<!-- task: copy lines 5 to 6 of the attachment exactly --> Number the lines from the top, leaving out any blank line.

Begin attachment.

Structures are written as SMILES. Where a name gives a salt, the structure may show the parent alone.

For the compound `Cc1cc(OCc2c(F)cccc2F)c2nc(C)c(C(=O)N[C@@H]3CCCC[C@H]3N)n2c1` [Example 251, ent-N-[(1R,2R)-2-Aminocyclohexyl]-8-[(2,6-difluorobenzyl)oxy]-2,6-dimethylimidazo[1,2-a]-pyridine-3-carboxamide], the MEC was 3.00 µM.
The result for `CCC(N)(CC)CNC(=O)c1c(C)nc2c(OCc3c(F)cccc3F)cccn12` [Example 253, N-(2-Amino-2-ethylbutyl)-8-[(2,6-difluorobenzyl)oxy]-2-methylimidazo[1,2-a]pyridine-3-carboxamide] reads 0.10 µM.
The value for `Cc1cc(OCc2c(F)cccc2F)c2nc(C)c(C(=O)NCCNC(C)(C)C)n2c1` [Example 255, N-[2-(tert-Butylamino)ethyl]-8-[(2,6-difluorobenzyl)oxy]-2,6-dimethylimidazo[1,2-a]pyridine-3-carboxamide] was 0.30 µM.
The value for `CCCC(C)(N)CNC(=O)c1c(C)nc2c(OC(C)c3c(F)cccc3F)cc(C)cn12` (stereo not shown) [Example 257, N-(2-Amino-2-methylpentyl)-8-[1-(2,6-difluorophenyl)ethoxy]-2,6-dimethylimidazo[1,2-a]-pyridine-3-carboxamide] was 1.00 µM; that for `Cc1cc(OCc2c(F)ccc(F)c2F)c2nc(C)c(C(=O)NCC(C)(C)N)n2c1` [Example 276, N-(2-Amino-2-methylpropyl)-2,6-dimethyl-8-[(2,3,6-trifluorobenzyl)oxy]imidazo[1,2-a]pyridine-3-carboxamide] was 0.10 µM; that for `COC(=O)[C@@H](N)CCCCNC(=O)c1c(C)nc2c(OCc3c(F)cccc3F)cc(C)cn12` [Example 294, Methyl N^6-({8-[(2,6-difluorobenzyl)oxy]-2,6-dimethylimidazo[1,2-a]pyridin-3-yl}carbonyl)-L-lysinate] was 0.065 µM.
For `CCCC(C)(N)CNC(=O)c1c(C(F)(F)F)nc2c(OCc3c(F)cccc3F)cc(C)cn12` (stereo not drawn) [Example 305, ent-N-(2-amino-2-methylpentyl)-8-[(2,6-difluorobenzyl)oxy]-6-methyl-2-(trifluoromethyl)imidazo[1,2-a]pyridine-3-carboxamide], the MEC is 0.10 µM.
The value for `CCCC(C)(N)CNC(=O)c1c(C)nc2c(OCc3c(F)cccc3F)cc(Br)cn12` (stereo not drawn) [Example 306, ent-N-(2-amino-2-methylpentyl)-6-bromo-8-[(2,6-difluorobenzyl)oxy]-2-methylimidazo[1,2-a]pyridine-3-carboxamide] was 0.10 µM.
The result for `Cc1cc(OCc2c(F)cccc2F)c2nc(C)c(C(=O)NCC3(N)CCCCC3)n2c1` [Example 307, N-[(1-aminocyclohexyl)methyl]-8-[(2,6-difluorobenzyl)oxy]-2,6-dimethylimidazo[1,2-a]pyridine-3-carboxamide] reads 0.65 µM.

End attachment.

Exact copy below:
The value for `CCCC(C)(N)CNC(=O)c1c(C)nc2c(OC(C)c3c(F)cccc3F)cc(C)cn12` (stereo not shown) [Example 257, N-(2-Amino-2-methylpentyl)-8-[1-(2,6-difluorophenyl)ethoxy]-2,6-dimethylimidazo[1,2-a]-pyridine-3-carboxamide] was 1.00 µM; that for `Cc1cc(OCc2c(F)ccc(F)c2F)c2nc(C)c(C(=O)NCC(C)(C)N)n2c1` [Example 276, N-(2-Amino-2-methylpropyl)-2,6-dimethyl-8-[(2,3,6-trifluorobenzyl)oxy]imidazo[1,2-a]pyridine-3-carboxamide] was 0.10 µM; that for `COC(=O)[C@@H](N)CCCCNC(=O)c1c(C)nc2c(OCc3c(F)cccc3F)cc(C)cn12` [Example 294, Methyl N^6-({8-[(2,6-difluorobenzyl)oxy]-2,6-dimethylimidazo[1,2-a]pyridin-3-yl}carbonyl)-L-lysinate] was 0.065 µM.
For `CCCC(C)(N)CNC(=O)c1c(C(F)(F)F)nc2c(OCc3c(F)cccc3F)cc(C)cn12` (stereo not drawn) [Example 305, ent-N-(2-amino-2-methylpentyl)-8-[(2,6-difluorobenzyl)oxy]-6-methyl-2-(trifluoromethyl)imidazo[1,2-a]pyridine-3-carboxamide], the MEC is 0.10 µM.